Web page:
Difference between multivariate standard normal distribution and Gaussian copula

I wonder what the difference between multivariate standard normal distribution and Gaussian copula is since when I look at the density function they seem the same to me.

My issue is why the Gaussian copula is introduced or what benefit the Gaussian copula generates or what its superiority is when Gaussian copula is nothing but a multivariate standard normal function itself.

Also what is the concept behind probability integral transformation in copula? I mean we know that a copula is a function with uniform variable. Why does it have to be uniform? Why not use the actual data like multivariate normal distribution and find the correlation matrix? (Normally we plot the two asset returns to consider their relationships but when it is copula, we plot the Us which are probabilities instead.)

Another question. I also doubt whether the correlation matrix from MVN could be non-parametric or semi-parametric like those of copula (for copula parameter can be kendall's tau, etc.)

I would be very thankful for your help since I'm new in this area. (but I have read a lot of papers and these are the only things that I don't understand)

• How are you "looking at the density function"? You might not be using a method that is sensitive enough. For instance, the density is assuredly not multivariate normal when the marginals are non-normal! Try this out using a Gaussian copula with a multimodal distribution, such as a Beta$(1/2,1/2)$: that ought to look decidedly non-normal! – whuber Jun 17 '13 at 18:45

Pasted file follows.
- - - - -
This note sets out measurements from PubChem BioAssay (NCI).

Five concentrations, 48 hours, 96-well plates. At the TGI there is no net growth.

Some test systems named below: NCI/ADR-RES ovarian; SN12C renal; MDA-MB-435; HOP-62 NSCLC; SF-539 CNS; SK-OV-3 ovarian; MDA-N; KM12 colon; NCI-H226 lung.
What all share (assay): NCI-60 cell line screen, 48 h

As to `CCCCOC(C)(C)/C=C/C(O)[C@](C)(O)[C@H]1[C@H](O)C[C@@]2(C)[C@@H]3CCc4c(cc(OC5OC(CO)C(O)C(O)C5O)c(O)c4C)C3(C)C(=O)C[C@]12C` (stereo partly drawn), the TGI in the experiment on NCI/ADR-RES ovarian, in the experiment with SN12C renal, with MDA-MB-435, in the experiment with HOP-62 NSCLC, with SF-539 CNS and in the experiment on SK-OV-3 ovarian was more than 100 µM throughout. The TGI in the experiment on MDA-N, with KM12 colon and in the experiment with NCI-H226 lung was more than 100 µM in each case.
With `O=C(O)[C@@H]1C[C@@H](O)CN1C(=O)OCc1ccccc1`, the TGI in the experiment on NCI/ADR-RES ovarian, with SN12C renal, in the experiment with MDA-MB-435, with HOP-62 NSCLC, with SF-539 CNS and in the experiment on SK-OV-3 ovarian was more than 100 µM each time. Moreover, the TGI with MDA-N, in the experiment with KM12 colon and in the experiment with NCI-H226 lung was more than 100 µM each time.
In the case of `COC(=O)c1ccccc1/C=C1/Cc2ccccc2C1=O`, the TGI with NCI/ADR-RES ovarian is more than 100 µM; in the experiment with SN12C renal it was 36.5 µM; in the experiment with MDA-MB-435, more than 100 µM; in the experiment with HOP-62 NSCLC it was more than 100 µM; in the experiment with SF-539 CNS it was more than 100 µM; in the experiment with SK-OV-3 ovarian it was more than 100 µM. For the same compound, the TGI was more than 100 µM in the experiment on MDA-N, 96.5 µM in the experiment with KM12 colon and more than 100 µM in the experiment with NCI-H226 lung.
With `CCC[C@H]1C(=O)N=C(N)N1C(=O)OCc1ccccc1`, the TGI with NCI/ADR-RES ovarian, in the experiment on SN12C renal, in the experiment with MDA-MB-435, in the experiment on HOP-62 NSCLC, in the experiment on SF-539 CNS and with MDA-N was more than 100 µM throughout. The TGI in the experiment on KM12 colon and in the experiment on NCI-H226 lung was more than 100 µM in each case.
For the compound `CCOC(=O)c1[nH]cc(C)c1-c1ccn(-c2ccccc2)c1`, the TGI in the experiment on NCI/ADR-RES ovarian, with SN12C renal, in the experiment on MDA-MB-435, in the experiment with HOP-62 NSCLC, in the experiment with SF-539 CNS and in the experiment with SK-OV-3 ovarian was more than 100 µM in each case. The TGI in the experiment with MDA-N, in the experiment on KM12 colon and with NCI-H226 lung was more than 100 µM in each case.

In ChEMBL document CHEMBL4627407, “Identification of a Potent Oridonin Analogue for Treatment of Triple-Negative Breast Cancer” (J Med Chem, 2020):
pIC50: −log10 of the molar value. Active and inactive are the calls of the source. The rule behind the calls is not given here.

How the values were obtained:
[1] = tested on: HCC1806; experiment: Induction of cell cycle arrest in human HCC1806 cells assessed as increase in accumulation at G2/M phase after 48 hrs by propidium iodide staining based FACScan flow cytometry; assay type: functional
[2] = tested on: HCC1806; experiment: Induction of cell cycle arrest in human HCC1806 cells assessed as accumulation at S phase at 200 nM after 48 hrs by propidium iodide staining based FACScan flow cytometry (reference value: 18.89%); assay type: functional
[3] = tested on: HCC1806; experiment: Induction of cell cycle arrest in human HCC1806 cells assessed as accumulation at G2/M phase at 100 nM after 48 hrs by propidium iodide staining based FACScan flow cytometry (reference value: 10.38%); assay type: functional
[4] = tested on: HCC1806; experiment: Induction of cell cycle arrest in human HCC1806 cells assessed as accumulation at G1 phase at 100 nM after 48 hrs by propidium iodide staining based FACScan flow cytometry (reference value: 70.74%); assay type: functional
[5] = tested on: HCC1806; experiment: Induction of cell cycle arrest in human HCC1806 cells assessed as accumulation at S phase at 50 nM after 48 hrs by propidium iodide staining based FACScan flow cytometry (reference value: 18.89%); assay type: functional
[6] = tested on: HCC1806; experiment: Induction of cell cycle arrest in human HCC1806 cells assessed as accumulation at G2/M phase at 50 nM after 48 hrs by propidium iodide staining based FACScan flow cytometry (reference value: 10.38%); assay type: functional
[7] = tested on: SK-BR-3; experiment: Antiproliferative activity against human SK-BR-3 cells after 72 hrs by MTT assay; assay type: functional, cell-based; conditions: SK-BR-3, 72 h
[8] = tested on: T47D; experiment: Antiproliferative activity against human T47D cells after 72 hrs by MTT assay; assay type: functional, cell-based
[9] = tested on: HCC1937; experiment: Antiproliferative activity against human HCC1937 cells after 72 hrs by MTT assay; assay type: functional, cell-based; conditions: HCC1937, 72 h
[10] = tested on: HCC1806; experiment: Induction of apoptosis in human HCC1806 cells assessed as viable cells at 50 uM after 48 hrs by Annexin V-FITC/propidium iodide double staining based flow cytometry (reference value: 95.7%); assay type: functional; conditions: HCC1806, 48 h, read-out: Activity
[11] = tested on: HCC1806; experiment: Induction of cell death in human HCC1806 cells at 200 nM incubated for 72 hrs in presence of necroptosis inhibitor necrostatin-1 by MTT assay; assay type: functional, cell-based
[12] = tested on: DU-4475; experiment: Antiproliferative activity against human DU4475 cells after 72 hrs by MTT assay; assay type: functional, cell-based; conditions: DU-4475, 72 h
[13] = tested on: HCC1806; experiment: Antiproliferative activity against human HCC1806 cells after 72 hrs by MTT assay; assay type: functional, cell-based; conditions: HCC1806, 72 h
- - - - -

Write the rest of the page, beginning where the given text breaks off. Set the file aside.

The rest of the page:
• equation (6) is bivariate Gaussian copula CDF iopscience.iop.org/2041-8205/708/1/L9/fulltext/… while the first equation of description section is bivariate standard normal CDF roguewave.com/portals/0/products/imsl-numerical-libraries/… and when we compare them together, the functional form is very similar. well they are exactly the same to me. – user26979 Jun 17 '13 at 19:22
• You're right: that's why you shouldn't rely on random Internet references, especially those with poorly defined terms and awful typesetting. Consult Nelson (one of the sources for your first link, and eminently readable). – whuber Jun 17 '13 at 22:39
• so, if not to mention the sited above, what is the difference in your view? – user26979 Jun 18 '13 at 9:38

One general rule about technical papers--especially those found on the Web--is that the reliability of any statistical or mathematical definition offered in them varies inversely with the number of unrelated non-statistical subjects mentioned in the paper's title. The page title in the first reference offered (in a comment to the question) is "From Finance to Cosmology: The Copula of Large-Scale Structure." With both "finance" and "cosmology" appearing prominently, we can be pretty sure that this is not a good source of information about copulas!

Let's instead turn to a standard and very accessible textbook, Roger Nelsen's An introduction to copulas (Second Edition, 2006), for the key definitions.

... every copula is a joint distribution function with margins that are uniform on [the closed unit interval $[0,1]]$.

[At p. 23, bottom.]

For some insight into copulae, turn to the first theorem in the book, Sklar's Theorem: